Caffeine antagonizes adenosine A2A receptors in the ventrolateral preoptic area VLPO , thereby reducing inhibitory GABA neurotransmission to the tuberomammillary nucleus , a histaminergic projection nucleus that activation-dependently promotes arousal. Caffeine from coffee or other beverages is absorbed by the small intestine within 45 minutes of ingestion and distributed throughout all bodily tissues.
Caffeine is metabolized in the liver by the cytochrome P oxidase enzyme system, in particular, by the CYP1A2 isozyme, into three dimethyl xanthines ,  each of which has its own effects on the body:. Caffeine can accumulate in individuals with severe liver disease , increasing its half-life. A review found that increased caffeine intake was associated with a variation in two genes that increase the rate of caffeine catabolism. The xanthine core of caffeine contains two fused rings, a pyrimidinedione and imidazole.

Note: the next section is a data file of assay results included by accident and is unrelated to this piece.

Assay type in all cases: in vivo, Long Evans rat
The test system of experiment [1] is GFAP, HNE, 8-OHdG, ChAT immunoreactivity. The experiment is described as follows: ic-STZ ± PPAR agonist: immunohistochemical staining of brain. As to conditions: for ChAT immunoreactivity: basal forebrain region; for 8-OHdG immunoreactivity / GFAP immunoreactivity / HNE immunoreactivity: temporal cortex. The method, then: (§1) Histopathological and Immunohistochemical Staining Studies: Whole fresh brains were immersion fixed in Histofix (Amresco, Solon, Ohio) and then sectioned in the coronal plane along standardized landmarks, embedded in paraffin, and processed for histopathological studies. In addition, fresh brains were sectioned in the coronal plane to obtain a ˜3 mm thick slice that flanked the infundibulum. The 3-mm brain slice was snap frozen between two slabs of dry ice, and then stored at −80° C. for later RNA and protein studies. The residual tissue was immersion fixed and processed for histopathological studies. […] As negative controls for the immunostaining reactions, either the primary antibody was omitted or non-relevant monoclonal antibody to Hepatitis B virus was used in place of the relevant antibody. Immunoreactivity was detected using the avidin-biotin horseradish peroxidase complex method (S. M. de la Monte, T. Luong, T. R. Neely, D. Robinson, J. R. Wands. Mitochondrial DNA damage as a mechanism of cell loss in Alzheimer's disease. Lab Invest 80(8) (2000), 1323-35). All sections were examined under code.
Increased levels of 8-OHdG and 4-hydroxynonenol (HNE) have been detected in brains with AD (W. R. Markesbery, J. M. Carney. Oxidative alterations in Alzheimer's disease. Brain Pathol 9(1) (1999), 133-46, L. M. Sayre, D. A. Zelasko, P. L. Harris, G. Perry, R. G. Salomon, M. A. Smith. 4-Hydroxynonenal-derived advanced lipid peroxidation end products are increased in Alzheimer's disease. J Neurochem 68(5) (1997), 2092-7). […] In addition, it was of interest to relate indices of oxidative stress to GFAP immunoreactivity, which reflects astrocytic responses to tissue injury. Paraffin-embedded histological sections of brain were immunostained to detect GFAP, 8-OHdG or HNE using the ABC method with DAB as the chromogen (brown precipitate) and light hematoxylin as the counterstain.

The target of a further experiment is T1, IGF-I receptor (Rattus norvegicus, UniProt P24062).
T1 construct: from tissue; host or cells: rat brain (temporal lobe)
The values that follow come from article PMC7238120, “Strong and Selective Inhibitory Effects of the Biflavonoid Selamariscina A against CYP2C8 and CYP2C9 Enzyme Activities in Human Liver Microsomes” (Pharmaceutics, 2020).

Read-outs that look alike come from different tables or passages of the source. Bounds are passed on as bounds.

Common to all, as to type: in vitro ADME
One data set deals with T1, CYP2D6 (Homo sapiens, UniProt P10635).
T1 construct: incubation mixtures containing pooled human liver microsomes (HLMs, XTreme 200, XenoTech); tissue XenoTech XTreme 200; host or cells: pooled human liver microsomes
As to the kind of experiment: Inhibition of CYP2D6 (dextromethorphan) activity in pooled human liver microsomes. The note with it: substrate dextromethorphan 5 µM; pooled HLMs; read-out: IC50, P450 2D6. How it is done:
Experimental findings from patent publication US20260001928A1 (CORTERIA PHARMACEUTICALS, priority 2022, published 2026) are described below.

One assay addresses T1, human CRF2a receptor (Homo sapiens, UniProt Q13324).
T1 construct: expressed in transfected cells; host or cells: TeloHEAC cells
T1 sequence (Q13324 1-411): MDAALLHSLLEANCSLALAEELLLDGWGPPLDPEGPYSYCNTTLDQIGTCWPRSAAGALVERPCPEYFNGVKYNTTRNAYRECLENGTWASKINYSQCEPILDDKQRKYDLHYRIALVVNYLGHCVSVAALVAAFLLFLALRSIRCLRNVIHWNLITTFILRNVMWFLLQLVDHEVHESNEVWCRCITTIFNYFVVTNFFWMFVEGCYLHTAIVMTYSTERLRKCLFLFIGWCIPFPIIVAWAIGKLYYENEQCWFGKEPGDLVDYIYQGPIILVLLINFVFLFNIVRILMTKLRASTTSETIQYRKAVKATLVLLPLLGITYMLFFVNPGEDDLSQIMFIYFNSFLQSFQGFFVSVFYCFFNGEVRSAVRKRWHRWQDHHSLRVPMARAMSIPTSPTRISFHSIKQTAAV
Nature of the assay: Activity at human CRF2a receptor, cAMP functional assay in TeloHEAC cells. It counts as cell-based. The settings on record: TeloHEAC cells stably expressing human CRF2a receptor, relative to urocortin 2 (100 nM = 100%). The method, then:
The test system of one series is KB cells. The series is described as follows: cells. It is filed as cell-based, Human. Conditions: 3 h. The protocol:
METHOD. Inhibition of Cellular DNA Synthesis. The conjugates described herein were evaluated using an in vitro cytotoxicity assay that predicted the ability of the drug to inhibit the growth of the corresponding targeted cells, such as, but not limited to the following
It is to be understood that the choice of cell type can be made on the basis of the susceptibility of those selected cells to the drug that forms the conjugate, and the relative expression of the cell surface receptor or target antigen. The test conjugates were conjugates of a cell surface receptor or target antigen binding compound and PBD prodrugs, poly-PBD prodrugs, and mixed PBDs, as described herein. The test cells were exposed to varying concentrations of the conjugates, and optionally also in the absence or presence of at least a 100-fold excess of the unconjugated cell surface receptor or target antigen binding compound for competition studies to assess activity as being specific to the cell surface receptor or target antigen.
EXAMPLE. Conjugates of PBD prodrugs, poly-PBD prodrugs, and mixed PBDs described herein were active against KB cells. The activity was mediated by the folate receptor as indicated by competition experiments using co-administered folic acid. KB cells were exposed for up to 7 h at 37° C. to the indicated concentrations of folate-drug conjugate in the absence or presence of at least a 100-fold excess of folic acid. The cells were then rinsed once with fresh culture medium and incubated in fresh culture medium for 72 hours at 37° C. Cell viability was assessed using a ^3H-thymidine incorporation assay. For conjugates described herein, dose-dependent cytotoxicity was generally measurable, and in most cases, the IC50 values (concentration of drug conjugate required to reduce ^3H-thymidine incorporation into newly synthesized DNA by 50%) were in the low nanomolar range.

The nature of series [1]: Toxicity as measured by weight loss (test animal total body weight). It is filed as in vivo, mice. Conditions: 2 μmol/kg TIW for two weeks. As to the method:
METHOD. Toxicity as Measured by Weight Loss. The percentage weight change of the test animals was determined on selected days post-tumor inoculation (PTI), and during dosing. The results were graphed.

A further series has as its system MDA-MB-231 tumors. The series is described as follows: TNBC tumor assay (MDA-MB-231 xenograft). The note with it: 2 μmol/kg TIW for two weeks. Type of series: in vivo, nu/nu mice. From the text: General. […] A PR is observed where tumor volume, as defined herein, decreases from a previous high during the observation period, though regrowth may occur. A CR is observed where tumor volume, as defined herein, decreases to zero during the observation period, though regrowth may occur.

The pyrimidinedione in turn contains two amide functional groups that exist predominantly in a zwitterionic resonance the location from which the nitrogen atoms are double bonded to their adjacent amide carbons atoms. Hence all six of the atoms within the pyrimidinedione ring system are sp 2 hybridized and planar. The biosynthesis of caffeine is an example of convergent evolution among different species.
Caffeine may be synthesized in the lab starting with dimethylurea and malonic acid. Commercial supplies of caffeine are not usually manufactured synthetically because the chemical is readily available as a byproduct of decaffeination. Extraction of caffeine from coffee, to produce caffeine and decaffeinated coffee, can be performed using a number of solvents.
Benzene , chloroform , trichloroethylene , and dichloromethane have all been used over the years but for reasons of safety, environmental impact, cost, and flavor, they have been superseded by the following main methods:. Caffeine can be quantified in blood, plasma, or serum to monitor therapy in neonates, confirm a diagnosis of poisoning, or facilitate a medicolegal death investigation.
Some analog substances have been created which mimic caffeine's properties with either function or structure or both. Of the latter group are the xanthines DMPX  and 8-chlorotheophylline , which is an ingredient in dramamine.